This morning the wind was blowing like fury and the temperature was 16 degrees but I needed to go outside. After spending a day at my desk yesterday I was ready for some fresh air. I'm spoiled and have my pick of the entire Champlain Valley and Eastern Adirondacks right out the door but today I headed for a favorite overlook with an easy retreat if the wind proved too hostile.
I bundled up and donned my blaze orange head band (it's still deer hunting season) and headed for Brookfield Road and the trailhead of the Wildway Overlook (Trail #10 on the Champlain Area Trails map.) I choose this trail at least once in every season because it gets up high and has a great view. It winds through a forest that was cut to the quick about 15 years ago so most of the trees are still pole size but there's lots of diversity and it's great to see how quickly a forest jumps back after a big cut.
The trail starts with a quick, short rise but then coasts up easy grade. Once you get up high you enter the glades of oak, hornbeam and hickory. Today the ground was covered with the first snow that has stayed on the ground. As light a layer as it is, it is beautiful against the forest floor and the big granite rocks at the lookouts. It's easy to pick out game trails and other landmarks that are hidden in summer.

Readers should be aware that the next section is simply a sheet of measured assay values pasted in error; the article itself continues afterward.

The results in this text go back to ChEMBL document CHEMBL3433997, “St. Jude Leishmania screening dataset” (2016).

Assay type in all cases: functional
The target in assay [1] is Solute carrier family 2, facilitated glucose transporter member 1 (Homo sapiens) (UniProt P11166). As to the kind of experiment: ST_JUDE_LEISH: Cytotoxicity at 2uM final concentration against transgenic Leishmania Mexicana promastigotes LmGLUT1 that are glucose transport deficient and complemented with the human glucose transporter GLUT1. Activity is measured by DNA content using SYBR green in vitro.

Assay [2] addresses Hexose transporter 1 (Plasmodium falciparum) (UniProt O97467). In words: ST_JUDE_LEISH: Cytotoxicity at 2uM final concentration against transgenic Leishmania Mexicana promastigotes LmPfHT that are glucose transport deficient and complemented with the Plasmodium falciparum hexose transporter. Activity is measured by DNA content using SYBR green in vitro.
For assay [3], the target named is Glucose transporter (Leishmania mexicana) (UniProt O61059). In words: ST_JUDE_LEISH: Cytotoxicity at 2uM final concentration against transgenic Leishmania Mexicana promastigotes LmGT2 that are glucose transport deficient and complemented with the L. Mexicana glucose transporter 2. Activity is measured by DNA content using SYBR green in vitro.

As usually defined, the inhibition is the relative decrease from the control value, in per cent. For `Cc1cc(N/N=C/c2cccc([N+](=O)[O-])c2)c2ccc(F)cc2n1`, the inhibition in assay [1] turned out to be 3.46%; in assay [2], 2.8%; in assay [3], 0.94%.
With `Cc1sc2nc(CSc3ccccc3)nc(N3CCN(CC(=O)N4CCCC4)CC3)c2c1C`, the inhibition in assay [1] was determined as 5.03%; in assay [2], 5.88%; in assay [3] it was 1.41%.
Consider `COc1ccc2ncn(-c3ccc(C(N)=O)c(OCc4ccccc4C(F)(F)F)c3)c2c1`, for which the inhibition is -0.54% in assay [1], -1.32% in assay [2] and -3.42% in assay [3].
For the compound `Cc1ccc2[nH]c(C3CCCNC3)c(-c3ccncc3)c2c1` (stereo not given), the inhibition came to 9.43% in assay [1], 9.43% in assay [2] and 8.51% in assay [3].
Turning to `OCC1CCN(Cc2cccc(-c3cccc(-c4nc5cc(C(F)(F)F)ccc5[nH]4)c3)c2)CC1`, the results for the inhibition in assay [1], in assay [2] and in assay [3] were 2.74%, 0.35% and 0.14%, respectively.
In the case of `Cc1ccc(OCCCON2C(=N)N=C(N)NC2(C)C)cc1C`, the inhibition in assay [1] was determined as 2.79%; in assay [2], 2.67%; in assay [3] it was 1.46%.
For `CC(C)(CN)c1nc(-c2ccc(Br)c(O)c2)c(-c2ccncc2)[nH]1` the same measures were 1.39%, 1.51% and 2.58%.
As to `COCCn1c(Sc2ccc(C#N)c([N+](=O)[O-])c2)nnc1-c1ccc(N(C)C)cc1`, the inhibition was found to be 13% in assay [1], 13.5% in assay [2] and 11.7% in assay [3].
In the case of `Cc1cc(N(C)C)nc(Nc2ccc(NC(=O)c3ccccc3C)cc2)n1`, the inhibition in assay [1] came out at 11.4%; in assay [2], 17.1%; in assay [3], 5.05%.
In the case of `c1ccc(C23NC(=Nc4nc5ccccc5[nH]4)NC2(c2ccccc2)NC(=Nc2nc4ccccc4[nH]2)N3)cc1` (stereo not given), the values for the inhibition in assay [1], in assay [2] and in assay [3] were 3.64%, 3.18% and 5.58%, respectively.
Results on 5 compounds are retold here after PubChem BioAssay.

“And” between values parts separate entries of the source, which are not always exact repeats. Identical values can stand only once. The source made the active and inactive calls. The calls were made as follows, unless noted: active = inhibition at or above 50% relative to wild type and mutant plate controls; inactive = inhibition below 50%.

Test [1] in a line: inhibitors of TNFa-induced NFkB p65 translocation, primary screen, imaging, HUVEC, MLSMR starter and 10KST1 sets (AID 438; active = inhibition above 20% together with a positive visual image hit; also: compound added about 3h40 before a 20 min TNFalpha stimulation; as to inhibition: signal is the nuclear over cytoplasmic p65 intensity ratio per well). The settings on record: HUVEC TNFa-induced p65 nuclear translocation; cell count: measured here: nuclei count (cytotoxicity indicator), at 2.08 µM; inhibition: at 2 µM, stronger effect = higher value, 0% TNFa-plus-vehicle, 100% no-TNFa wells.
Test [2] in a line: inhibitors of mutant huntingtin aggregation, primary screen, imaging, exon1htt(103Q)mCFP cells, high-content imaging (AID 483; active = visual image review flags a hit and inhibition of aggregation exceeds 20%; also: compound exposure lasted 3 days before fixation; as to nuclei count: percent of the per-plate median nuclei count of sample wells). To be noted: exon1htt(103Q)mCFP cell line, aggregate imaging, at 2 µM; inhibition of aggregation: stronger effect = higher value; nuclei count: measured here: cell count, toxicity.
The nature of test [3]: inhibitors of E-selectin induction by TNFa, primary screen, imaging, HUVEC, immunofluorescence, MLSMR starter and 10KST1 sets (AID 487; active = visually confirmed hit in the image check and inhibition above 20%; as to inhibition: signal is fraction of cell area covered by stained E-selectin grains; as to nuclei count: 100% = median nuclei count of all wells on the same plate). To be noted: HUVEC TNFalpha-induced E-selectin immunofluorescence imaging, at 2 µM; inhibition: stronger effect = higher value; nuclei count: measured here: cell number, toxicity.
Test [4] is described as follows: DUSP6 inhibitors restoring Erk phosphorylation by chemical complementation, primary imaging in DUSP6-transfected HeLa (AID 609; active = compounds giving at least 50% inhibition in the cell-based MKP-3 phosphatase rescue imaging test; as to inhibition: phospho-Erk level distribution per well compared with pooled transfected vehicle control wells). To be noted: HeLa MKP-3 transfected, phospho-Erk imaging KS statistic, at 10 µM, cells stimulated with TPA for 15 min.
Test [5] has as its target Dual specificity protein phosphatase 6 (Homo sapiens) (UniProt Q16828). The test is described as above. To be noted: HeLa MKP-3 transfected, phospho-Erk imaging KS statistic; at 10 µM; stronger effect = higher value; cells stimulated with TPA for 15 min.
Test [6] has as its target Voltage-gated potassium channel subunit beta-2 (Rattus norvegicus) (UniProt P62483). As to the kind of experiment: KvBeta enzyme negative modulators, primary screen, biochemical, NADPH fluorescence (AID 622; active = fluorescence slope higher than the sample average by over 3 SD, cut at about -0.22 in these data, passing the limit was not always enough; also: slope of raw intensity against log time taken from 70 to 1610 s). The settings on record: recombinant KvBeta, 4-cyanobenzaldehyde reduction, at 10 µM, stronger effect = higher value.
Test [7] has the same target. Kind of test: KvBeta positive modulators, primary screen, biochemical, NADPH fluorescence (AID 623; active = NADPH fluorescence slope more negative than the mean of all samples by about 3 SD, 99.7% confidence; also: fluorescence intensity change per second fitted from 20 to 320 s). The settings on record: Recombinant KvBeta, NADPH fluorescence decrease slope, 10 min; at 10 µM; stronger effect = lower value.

The wind and cold has kept the wildlife in retreat this weekend but I found a few signs of animal life--tiny, hasty mouse tracks and slightly larger, hopping tracks of a gray squirrel on snowy, horizontal branches that have fallen and formed nice bridges. There was also a littering of furry sumac seeds, showing bright red where birds have pulled or thrown them down to the ground to eat.
The view from the overlook is spectacular in any season but today the wind made me turn my back. The twigs and branches of the trees along the edge looked like a veil between the trail and the valley beyond, offering at least some break from the big gusts.
The descent was easy with a few stops to check out small curiosities. One white birch just at the edge of the trail is coming of age and shedding its dark outer layer to show the smoothest-of-smooth new white bark inside. I wish I could wrap it back up to keep the young tree warm for a few more months but Nature has already had her say on that decision.
I reached the car with fingers frozen from using the camera and cheeks as red as the sumac seeds from the wind. Short trip, great reward on a blustery Sunday morning.